Can I erect my own air-monitoring station to measure pollution in my area?
Property Clinic: Masts used for air quality assessment require planning permission
Many in fuel poverty rely on the cheap source of heat that coal provides. Photograph: Getty Images.
A few weeks back I saw a question about poor air quality caused by smoky coal. The writer wanted to know how to keep it out of her home. I live in an area of Dublin which regularly has an issue with poor air quality caused by smoky coal. Is there anyone who regulates the suppliers of so-called ‘smokeless’ fuels or who regulates air pollution in areas like ours which have this problem? We have looked at the websites of the EPA and of our local authority and they do not seem to offer anything very useful. Most of the pollution they talk about seems to arise from traffic.
We found a website, called aqicn.org, which gives data for air quality from various monitoring stations around the world, including many here in Ireland. Some of the readings appear truly shocking, especially those in the Kildare area.
This website says it is based on “citizen science” and that it operates from Beijing. It invites participants to mount a monitoring station themselves. However, it seems to me that the EPA and the local authorities here should be doing far more to monitor air quality, and should have many more monitors than they do, and well as being far more active in leading a move to ban solid fuel. I would be grateful for any suggestions.
Fergus Merriman writes: In Ireland, particulate matter from the burning of solid fuel is estimated to cause 1,300 premature deaths per year, so you are absolutely right to be concerned about the issue of pollution, which has a long and fraught history in Ireland.
The air quality in Dublin has been extremely bad in the past and in an effort to address it the government of the day passed the Air Pollution Act 1987.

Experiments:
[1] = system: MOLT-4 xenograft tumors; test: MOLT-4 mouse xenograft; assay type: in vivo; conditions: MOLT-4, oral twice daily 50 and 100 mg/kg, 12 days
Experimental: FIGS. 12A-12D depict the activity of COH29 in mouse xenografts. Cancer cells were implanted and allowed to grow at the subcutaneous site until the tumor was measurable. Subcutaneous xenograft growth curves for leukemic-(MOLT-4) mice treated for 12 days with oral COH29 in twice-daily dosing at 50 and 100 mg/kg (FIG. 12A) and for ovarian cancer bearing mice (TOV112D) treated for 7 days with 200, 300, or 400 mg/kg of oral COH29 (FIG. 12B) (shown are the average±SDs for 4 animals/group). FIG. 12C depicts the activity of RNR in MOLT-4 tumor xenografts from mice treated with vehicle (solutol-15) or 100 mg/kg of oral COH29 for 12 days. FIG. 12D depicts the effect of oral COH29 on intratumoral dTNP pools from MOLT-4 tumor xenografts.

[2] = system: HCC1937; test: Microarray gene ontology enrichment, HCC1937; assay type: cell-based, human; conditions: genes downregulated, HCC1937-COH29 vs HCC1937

However, it’s clear that this attempt to address the issue has failed, given pollution levels recently recorded in the city and several locations around the country were 15 times the World Health Organisation maximum permissible levels.
The only real solution countrywide is a total ban on smoky fuels. As nearly all our problem fuel is imported, that could be very easy to implement and very beneficial in several ways including the balance of payments and climate-change commitments.
However, the issue that needs to be addressed is that many in fuel poverty rely heavily on the relatively cheap, available and easy source of heat that coal in particular provides them with, so until we have a national strategy and rollout of alternative clean heating such as heat pumps that run on electricity, a total ban on smoky fuels is unlikely in the short term.
Despite its obvious shortcoming, the Act enables local authorities to pursue, fine or even jail polluters and requires them to take whatever measures they consider necessary to prevent or limit air pollution in their area. This includes the burning of smoky fuels or garden waste or the application of a ban on certain fuels. However, air pollution does not respect boundaries and it’s often difficult for them to be certain of the source. As a result the few cases which are taken are generally against industrial or commercial concerns which have large or easily-traced emissions. Due to the costs associated with court proceedings they are often reluctant to pursue domestic polluters.
If you want to erect your own monitoring station to measure external air quality, you will need to make a planning application to erect a mast to assess the external air mass correctly. Securing such permission may be difficult. The Environmental Protection Agency has 90 monitoring stations around the country in accordance with EU norms. You can review these and current results at: airquality.ie.
Fergus Merriman is a chartered building surveyor and member of the Society of Chartered Surveyors Ireland